These systems provide broad-scale information on specified populations for which epidemiologic analyses can be conducted. Surveillance systems are generally designed to attain complete or nearly complete coverage of every identified instance of certain defined conditions in a defined population. Thus, they can be used to estimate the background incidence and prevalence of adverse effects, and trends can be analyzed across time and between populations or geographic areas.
Surveillance systems can identify increases or decreases in the occurrence of deaths from specific diseases and thus suggest or test hypotheses related to environmental exposures. For example, observations of a decline in age-adjusted stomach-cancer rates over time in the United States have stimulated the development of hypotheses about changes in dietary habits in the population as a whole, as well as about changes in the use of food preservatives and refrigeration (Howson et al., 1986) that might explain these trends. Similarly, after postmenopausal estrogen use fell in the United States, rates of endometrial carcinoma declined in women over age 65, lending support to an inference drawn from case-control studies that postmenopausal estrogen use increased the risk of endometrial cancer (Austin and Roe, 1982). In another instance, surveillance data from the National Center for Health Statistics suggested that a fall in blood-lead levels in US children was linked to a drop in gasoline-lead levels (Annest et al., 1983).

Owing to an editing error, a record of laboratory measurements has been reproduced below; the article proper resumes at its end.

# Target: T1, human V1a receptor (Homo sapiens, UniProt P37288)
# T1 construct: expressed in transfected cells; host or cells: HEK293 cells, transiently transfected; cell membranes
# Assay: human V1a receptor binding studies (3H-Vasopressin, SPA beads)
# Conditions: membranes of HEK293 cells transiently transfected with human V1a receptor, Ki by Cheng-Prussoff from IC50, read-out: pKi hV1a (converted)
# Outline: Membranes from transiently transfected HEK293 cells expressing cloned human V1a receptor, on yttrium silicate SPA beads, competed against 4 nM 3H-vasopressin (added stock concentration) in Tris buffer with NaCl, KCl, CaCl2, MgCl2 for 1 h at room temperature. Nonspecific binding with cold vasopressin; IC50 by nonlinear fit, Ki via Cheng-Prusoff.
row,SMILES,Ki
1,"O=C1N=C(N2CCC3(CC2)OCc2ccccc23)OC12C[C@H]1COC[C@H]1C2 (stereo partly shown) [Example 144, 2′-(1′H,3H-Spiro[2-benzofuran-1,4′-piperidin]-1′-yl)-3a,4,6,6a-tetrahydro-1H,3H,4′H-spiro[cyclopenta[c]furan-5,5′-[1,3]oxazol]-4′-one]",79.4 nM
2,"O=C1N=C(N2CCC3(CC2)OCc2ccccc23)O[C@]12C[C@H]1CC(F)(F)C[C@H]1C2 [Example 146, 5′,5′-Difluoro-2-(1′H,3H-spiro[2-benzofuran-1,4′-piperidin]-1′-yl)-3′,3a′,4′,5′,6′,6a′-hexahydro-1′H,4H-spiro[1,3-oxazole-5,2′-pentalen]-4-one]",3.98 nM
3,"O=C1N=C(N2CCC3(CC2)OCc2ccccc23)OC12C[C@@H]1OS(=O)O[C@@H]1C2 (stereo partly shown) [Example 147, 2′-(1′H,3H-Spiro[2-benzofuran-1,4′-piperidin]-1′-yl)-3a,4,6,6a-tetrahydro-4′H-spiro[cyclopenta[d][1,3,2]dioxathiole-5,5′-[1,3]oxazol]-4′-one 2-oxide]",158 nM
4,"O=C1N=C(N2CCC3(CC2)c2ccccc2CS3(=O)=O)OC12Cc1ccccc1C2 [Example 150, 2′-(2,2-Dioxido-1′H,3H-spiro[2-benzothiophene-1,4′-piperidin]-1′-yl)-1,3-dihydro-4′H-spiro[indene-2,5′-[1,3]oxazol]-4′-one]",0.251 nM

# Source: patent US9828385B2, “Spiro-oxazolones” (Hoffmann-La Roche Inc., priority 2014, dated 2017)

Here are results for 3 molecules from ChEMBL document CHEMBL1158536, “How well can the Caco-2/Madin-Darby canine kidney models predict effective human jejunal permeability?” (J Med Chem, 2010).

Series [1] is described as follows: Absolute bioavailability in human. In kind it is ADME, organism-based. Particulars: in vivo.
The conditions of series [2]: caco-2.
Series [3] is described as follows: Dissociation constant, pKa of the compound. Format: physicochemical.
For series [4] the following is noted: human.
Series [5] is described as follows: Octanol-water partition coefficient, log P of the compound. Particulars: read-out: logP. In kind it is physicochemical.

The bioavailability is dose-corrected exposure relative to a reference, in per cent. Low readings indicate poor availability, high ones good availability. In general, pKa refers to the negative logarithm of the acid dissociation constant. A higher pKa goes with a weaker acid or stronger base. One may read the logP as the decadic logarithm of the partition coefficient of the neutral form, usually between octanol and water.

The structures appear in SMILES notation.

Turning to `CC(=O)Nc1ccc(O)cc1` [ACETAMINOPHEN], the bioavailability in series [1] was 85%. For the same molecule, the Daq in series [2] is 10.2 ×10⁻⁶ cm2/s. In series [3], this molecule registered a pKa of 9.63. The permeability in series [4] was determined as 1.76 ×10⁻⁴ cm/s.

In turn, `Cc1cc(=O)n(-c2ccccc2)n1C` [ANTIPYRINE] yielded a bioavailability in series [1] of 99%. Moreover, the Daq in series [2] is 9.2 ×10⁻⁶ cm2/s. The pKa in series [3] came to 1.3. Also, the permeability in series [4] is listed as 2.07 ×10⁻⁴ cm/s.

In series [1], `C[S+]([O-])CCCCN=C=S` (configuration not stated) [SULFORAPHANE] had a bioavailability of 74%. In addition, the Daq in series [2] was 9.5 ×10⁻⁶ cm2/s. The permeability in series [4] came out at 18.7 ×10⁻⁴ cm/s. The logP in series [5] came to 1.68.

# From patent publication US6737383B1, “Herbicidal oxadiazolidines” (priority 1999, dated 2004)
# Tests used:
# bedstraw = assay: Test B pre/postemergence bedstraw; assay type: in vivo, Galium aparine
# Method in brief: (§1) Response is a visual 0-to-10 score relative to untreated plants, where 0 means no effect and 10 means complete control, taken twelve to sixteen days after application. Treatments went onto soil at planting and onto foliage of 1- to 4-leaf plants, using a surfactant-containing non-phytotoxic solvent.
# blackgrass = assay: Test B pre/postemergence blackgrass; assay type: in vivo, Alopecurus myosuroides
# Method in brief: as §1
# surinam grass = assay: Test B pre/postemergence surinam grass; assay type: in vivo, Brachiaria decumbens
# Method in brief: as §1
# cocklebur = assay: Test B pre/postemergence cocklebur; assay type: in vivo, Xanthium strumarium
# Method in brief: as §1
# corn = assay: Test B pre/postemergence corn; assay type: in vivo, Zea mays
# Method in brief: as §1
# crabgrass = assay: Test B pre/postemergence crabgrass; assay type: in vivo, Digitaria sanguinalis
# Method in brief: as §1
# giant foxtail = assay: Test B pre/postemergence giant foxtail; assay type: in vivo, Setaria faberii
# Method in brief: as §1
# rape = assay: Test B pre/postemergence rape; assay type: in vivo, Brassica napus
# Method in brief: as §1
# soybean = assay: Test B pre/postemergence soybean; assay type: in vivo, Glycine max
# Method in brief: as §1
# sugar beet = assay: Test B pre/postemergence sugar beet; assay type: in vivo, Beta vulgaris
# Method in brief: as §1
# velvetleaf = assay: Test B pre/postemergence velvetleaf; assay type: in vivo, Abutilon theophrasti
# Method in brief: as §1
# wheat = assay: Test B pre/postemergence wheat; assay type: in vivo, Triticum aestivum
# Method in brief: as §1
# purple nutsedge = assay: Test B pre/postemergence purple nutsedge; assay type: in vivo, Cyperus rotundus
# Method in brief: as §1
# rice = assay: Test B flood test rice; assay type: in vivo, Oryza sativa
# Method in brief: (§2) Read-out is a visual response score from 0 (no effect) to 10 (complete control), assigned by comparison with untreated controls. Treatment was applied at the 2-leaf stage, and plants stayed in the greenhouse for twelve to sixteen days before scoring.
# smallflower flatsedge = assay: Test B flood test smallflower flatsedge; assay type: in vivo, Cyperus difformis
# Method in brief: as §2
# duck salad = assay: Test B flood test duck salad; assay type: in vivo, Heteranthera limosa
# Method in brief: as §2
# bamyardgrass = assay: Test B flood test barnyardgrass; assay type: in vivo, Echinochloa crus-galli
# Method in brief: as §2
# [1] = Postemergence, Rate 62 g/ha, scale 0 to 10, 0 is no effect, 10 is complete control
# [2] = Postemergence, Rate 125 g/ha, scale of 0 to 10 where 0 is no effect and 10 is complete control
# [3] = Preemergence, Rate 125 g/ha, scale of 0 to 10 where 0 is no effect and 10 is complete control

As public-health agencies have expanded the scope of surveillance systems (see chapter 5), it has become feasible to study the relationships between disease patterns and variations in environmental factors. Surveillance systems are expected to become increasingly common because the quality of their data is rising, statistical methods are improving, and costs are declining. The Agency for Toxic Substances and Disease Registry (ATSDR) has devised several surveillance systems to monitor the health of persons believed to have incurred exposure to such substances as trichloroethylene and dioxin. No results are yet available from those systems. If these exposure registries are to produce valuable results, they will need to include sufficient numbers of persons over a long enough period for diseases of interest to manifest themselves in numbers sufficient to demonstrate that some problem exists or that the problem is unlikely to exist and be large enough to cause serious concern.
Ecologic studies explore the statistical connection between disease and estimated exposures in population groups rather than individuals. They combine data from vital records, hospital discharges, or disease registries